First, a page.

Flat Building "Kingsclere" Including Interior | NSW Environment, Energy and Science

Culture and heritage


Flat Building "Kingsclere" Including Interior

Item details

Name of item: Flat Building "Kingsclere" Including Interior
Type of item: Built
Group/Collection: Residential buildings (private)
Category: Flat
Primary address: 1 Greenknowe Avenue, Elizabeth Bay, NSW 2011
Local govt. area: Sydney
All addresses
Street AddressSuburb/townLGAParishCountyType
1 Greenknowe AvenueElizabeth BaySydney  Primary Address
48 Macleay StreetPotts PointSydney  Alternate Address

Statement of significance:

Kingsclere is an outstanding example of a Federation Free Style residential flat building designed by significant architects Halligan and Wilton, on a prominent corner site which makes a positive contribution to the streetscape. It dates from one of the key period of layers for the development of Potts Point as a direct result of the subdivision of the Greenknowe Estate and was the first high rise residential flat building built in Macleay Street.
Date significance updated: 07 Nov 06
Note: The State Heritage Inventory provides information about heritage items listed by local and State government agencies. The State Heritage Inventory is continually being updated by local and State agencies as new information becomes available. Read the OEH copyright and disclaimer.


Designer/Maker: Halligan and Wilton Architects
Builder/Maker: Master Builder Sweetnam
Construction years: 1912-1913
Physical description: The building is an 8 storey Federation Freestyle residential flat building constructed of face brickwork with sandstone detailing particularly for balcony corbels, horizontal banding, cartouches in the gables and some lintels. It has timber double hung windows and timber paneled doors. The building is symmetrical and divided into bays featuring recessed balconies, and gabled parapets to corner "towers".

The building was designed as a luxurious block to accommodate 17 apartments, with each apartment featuring 6 rooms, kitchen, pantry, two bathrooms, lavatories as well as , linen, cooks and housemaids cupboards. It has a wide cedar main stair. The basement was original utilized for a caretakers residence, servant's bedrooms and stores and is now an apartment. ( Building, December 12, 1912, p64)
Physical condition and/or
Archaeological potential:
In good condition with a high degree of original fabric intact.
Date condition updated:08 Jul 05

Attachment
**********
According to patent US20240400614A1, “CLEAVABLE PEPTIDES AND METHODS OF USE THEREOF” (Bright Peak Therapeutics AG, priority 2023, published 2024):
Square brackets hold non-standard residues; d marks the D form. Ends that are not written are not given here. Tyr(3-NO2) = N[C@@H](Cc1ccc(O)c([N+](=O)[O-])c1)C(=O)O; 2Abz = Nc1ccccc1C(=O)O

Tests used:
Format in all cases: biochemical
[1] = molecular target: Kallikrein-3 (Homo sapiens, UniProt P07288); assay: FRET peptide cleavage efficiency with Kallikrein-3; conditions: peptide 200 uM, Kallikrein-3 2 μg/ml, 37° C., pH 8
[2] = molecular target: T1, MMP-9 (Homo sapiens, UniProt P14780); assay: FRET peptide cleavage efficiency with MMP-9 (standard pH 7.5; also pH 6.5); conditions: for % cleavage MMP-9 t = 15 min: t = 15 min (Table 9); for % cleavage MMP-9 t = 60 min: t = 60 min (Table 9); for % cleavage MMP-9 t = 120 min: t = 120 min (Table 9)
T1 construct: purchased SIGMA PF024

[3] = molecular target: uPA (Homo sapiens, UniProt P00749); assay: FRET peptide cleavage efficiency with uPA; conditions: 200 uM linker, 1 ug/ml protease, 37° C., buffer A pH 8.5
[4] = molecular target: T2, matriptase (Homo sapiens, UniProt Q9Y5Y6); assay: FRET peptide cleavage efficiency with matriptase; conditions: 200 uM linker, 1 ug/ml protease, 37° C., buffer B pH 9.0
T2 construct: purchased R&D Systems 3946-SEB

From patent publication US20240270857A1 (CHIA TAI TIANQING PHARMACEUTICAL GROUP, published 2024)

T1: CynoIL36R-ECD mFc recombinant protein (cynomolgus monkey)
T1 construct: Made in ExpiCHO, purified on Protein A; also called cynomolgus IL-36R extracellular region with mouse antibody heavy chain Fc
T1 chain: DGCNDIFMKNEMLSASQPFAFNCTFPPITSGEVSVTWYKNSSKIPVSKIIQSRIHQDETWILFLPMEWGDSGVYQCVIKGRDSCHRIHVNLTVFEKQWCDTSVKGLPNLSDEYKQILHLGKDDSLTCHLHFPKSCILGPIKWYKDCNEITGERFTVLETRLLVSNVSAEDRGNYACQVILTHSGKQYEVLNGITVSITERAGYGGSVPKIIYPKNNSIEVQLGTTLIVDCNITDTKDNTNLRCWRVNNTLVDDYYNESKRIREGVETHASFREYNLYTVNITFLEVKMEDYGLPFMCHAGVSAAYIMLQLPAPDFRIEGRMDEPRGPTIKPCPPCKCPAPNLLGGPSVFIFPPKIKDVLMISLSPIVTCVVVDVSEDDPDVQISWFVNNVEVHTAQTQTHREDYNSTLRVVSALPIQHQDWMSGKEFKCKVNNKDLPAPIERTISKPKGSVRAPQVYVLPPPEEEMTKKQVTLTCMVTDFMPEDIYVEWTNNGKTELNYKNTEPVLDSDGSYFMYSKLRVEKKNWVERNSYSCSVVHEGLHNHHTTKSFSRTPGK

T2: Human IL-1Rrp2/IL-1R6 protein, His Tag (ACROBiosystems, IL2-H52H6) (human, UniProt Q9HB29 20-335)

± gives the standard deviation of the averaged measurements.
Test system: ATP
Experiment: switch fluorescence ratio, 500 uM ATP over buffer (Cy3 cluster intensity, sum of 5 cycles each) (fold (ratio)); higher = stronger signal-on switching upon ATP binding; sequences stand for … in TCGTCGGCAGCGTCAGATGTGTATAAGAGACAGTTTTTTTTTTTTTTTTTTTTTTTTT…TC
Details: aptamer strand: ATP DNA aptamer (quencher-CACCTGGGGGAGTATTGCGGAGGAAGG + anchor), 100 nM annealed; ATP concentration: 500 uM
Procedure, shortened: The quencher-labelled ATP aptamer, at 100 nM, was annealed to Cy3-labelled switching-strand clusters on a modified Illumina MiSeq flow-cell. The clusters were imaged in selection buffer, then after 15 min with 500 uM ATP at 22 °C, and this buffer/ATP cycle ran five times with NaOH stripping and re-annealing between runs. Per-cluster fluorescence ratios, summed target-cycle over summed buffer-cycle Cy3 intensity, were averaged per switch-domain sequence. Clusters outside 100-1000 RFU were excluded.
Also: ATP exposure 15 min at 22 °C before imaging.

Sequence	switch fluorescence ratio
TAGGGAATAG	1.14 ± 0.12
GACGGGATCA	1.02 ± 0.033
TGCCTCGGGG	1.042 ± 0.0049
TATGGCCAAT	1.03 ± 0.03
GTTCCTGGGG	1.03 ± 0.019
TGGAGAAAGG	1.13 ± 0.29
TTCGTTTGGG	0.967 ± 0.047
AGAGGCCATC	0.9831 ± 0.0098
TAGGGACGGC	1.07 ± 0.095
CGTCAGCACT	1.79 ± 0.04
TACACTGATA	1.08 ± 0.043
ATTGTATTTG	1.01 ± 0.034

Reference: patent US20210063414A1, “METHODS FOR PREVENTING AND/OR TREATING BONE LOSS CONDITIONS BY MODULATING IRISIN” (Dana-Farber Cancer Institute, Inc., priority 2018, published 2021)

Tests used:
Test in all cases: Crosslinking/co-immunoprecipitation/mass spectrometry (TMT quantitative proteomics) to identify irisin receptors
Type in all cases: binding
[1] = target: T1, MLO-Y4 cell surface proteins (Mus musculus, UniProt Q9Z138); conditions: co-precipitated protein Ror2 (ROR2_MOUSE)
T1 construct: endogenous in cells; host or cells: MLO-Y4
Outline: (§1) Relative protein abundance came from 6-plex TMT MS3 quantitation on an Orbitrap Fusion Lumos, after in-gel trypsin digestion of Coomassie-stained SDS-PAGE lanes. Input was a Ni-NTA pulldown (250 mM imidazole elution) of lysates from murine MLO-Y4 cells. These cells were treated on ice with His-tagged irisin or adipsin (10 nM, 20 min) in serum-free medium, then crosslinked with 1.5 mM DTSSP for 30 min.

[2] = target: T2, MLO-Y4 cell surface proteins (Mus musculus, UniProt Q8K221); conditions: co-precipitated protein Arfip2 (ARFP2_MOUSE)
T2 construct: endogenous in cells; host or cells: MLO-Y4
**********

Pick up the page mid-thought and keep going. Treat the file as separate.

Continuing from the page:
Further information: Heritage Inventory sheets are often not comprehensive, and should be regarded as a general guide only. Inventory sheets are based on information available, and often do not include the social history of sites and buildings. Inventory sheets are constantly updated by the City as further information becomes available. An inventory sheet with little information may simply indicate that there has been no building work done to the item recently: it does not mean that items are not significant. Further research is always recommended as part of preparation of development proposals for heritage items, and is necessary in preparation of Heritage Impact Assessments and Conservation Management Plans, so that the significance of heritage items can be fully assessed prior to submitting development applications.
Current use: Primarily residential
Former use: Residential


Historical notes: The "Eora people" was the name given to the coastal Aborigines around Sydney. Central Sydney is therefore often referred to as "Eora Country". Within the City of Sydney local government area, the traditional owners are the Cadigal and Wangal bands of the Eora.

With European Occupation of the Sydney region from 1788, the Cadigal and Wangal people were largely decimated but there are descendants still living in Sydney today.

The site was originally part of a 54 acre land grant to Alexander Macleay in 1831 which included Elizabeth Bay House which was constructed in 1839. This land was progressively subdivided and by 1869 an estate with a frontage to Macleay Street, of around 3 acres was owned by Frederick Dangar who constructed a house known as "Greenknowe" which remained until further subdivision in 1908. In 1910 the lots where Kingsclere stands were transferred to Herbert Binnie who then mortgaged the site to construct the current building in 1912. "Kingsclere" was designed by prominent architects Halligan and Wilton and completed in 1912. It was designed for an exclusive market, including features such as two balconies and two bathrooms for each unit, luxurious wood paneling and automatic passenger lifts. "Kingsclere" was the first block of high-rise apartments to be built on Macleay Street and among the first in Sydney. By 1925 the building was owned by the prominent Albert family of nearby "Boomerang"